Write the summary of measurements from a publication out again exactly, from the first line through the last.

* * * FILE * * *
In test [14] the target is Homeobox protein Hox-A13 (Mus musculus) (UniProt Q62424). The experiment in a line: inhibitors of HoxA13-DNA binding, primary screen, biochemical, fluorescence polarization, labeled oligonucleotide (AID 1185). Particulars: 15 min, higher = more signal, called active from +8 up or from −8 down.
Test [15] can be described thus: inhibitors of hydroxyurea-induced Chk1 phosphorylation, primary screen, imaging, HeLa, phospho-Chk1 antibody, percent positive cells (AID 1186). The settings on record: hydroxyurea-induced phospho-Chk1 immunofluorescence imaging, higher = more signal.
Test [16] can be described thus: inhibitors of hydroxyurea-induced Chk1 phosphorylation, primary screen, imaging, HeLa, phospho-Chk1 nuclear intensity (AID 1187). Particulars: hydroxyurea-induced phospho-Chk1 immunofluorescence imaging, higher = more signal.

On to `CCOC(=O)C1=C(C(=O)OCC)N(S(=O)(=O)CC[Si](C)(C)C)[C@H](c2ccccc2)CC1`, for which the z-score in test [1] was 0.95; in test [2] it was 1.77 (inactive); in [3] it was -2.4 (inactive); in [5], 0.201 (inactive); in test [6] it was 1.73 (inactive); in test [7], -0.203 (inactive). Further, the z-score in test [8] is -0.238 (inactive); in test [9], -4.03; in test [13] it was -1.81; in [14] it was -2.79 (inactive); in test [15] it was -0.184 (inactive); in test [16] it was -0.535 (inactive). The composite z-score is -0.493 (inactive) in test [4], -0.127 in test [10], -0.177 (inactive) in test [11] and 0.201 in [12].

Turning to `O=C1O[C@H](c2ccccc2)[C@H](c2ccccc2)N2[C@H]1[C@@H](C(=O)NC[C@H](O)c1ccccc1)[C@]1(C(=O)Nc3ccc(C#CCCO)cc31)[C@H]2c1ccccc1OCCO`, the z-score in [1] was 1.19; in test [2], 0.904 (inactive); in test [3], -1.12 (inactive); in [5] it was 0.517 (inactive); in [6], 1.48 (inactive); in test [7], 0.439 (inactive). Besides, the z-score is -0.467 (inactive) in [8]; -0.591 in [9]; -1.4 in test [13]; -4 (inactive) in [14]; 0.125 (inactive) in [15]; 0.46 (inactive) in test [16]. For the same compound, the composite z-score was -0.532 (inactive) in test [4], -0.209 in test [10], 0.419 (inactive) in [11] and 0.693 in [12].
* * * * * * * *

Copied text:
In test [14] the target is Homeobox protein Hox-A13 (Mus musculus) (UniProt Q62424). The experiment in a line: inhibitors of HoxA13-DNA binding, primary screen, biochemical, fluorescence polarization, labeled oligonucleotide (AID 1185). Particulars: 15 min, higher = more signal, called active from +8 up or from −8 down.
Test [15] can be described thus: inhibitors of hydroxyurea-induced Chk1 phosphorylation, primary screen, imaging, HeLa, phospho-Chk1 antibody, percent positive cells (AID 1186). The settings on record: hydroxyurea-induced phospho-Chk1 immunofluorescence imaging, higher = more signal.
Test [16] can be described thus: inhibitors of hydroxyurea-induced Chk1 phosphorylation, primary screen, imaging, HeLa, phospho-Chk1 nuclear intensity (AID 1187). Particulars: hydroxyurea-induced phospho-Chk1 immunofluorescence imaging, higher = more signal.

On to `CCOC(=O)C1=C(C(=O)OCC)N(S(=O)(=O)CC[Si](C)(C)C)[C@H](c2ccccc2)CC1`, for which the z-score in test [1] was 0.95; in test [2] it was 1.77 (inactive); in [3] it was -2.4 (inactive); in [5], 0.201 (inactive); in test [6] it was 1.73 (inactive); in test [7], -0.203 (inactive). Further, the z-score in test [8] is -0.238 (inactive); in test [9], -4.03; in test [13] it was -1.81; in [14] it was -2.79 (inactive); in test [15] it was -0.184 (inactive); in test [16] it was -0.535 (inactive). The composite z-score is -0.493 (inactive) in test [4], -0.127 in test [10], -0.177 (inactive) in test [11] and 0.201 in [12].

Turning to `O=C1O[C@H](c2ccccc2)[C@H](c2ccccc2)N2[C@H]1[C@@H](C(=O)NC[C@H](O)c1ccccc1)[C@]1(C(=O)Nc3ccc(C#CCCO)cc31)[C@H]2c1ccccc1OCCO`, the z-score in [1] was 1.19; in test [2], 0.904 (inactive); in test [3], -1.12 (inactive); in [5] it was 0.517 (inactive); in [6], 1.48 (inactive); in test [7], 0.439 (inactive). Besides, the z-score is -0.467 (inactive) in [8]; -0.591 in [9]; -1.4 in test [13]; -4 (inactive) in [14]; 0.125 (inactive) in [15]; 0.46 (inactive) in test [16]. For the same compound, the composite z-score was -0.532 (inactive) in test [4], -0.209 in test [10], 0.419 (inactive) in [11] and 0.693 in [12].